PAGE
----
New Haven, Conn. (WTNH) – Education is crucial for children to learn and grow into functioning adults. But not every child learns in the same way or in the same environment. CT Style Host Natasha Lubczenko was joined in the studio by Timothy Howes, ACES Deputy Executive Director and Dr. Lisa Simone, Principal of The Bridge at ACES, to discuss their Alternative Education School programs.
Dr. Simone starts by talking about their Regions program, and what it offers students who may find it difficult to achieve success in the traditional classroom setting.
She says that approximately three years ago, they had the opportunity to work with students within the Juvenile Justice System. They first opened an educational program in Hartford County, and then another one in Hamden. They will be opening another one in Plainville, as well. Regions teachers work closely with students in these programs while they’re in the facilities. She says that many of these kids have learned to become exceptional students while working with their teachers, and the program also offers vocational opportunities to help them explore other career options.
The original Regions program opened the doors to what is now The Bridge at ACES, located in Hamden. It is a true Alternative High School, but they also work with 7th & 8th grade students. This program came about because ACES administrators discovered that although students were ready to leave the Juvenile Justice system to go back to their original community schools, they were often experiencing a gap. So, they developed a program to help these students transition into a more typical High School setting, yet in an environment that was not quite so big. In The Bridge program, students are held to high academic standards, similar to what would be expected in an AP curriculum. The school also offers social-emotional learning, and dialectical behavior therapy – which is teaching students how to stop before making a reactive decision. Both involve learning important life skills.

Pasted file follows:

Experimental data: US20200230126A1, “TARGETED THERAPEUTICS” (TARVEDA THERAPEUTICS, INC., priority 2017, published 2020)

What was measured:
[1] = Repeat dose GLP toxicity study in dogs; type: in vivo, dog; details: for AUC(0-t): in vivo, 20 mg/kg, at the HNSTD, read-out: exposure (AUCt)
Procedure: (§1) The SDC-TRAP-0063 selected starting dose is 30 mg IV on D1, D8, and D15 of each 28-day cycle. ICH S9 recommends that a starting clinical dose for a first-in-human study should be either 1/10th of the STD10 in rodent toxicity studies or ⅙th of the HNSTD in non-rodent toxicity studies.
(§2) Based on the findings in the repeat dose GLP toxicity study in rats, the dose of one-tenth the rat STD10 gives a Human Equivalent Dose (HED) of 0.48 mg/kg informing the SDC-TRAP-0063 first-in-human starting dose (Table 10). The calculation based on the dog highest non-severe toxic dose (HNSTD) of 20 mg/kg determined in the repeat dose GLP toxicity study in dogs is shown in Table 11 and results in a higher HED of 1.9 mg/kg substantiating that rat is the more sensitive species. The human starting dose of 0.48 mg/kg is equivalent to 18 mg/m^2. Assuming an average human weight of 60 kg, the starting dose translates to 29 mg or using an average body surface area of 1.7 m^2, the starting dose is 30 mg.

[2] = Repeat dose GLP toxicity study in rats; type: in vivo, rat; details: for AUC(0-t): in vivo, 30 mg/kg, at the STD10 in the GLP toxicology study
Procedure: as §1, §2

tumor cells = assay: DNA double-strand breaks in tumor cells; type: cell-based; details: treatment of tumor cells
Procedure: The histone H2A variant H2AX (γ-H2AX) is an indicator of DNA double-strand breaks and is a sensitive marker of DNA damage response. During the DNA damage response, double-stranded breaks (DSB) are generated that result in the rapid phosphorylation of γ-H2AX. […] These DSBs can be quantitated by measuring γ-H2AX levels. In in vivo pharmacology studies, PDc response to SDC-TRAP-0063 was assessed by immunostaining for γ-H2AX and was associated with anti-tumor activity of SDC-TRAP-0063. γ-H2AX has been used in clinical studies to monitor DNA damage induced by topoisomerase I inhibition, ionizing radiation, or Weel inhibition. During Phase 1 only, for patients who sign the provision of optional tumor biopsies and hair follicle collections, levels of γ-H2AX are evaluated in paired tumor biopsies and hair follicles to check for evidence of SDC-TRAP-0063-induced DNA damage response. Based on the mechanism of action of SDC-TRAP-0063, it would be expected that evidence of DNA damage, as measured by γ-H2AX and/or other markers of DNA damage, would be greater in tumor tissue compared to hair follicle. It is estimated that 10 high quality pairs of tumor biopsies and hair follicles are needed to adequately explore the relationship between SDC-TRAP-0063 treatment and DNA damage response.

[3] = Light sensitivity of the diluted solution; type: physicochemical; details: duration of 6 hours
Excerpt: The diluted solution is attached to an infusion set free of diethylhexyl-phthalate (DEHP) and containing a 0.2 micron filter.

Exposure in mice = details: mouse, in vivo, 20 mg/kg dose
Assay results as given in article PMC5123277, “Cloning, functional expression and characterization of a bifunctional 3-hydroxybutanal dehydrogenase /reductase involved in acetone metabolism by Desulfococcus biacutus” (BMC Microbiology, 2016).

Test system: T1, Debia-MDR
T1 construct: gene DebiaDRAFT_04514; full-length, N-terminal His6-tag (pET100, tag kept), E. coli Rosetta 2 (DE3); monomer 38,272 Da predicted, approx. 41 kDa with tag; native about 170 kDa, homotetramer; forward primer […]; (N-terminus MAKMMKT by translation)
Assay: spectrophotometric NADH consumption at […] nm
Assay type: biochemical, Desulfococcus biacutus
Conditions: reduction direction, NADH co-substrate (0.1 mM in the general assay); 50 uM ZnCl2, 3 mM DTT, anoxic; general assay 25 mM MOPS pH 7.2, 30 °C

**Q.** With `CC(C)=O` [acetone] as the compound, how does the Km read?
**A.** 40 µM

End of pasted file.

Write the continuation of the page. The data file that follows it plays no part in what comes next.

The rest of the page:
ACES is currently looking into creating a large vocational center, where students would potentially have opportunities with manufacturing, such as having simulators for CDL work, and forklift training.
Tim Howes says that these programs tie into the mission of ACES, because they’re always looking at ways to connect with the students and are evaluating what the needs of the students are. He reiterated that there remains a significant gap for students transitioning from the Juvenile Justice System, returning to school in their home community.
When asked how students can find their way into these programs, Dr. Simone mentions that interested parents can review the Bridges website to see if their programs and learning models are a good match, but the majority of The Bridge placements come to her office as a referral from a student’s home district. She says that typically, a parent comes in with a student to tour the facility and program, ask questions, and find out if it makes sense to pursue the enrollment.
To learn more about The Bridge at ACES program, visit their website at: https://www.aces.org/schools-programs/the-bridge-at-aces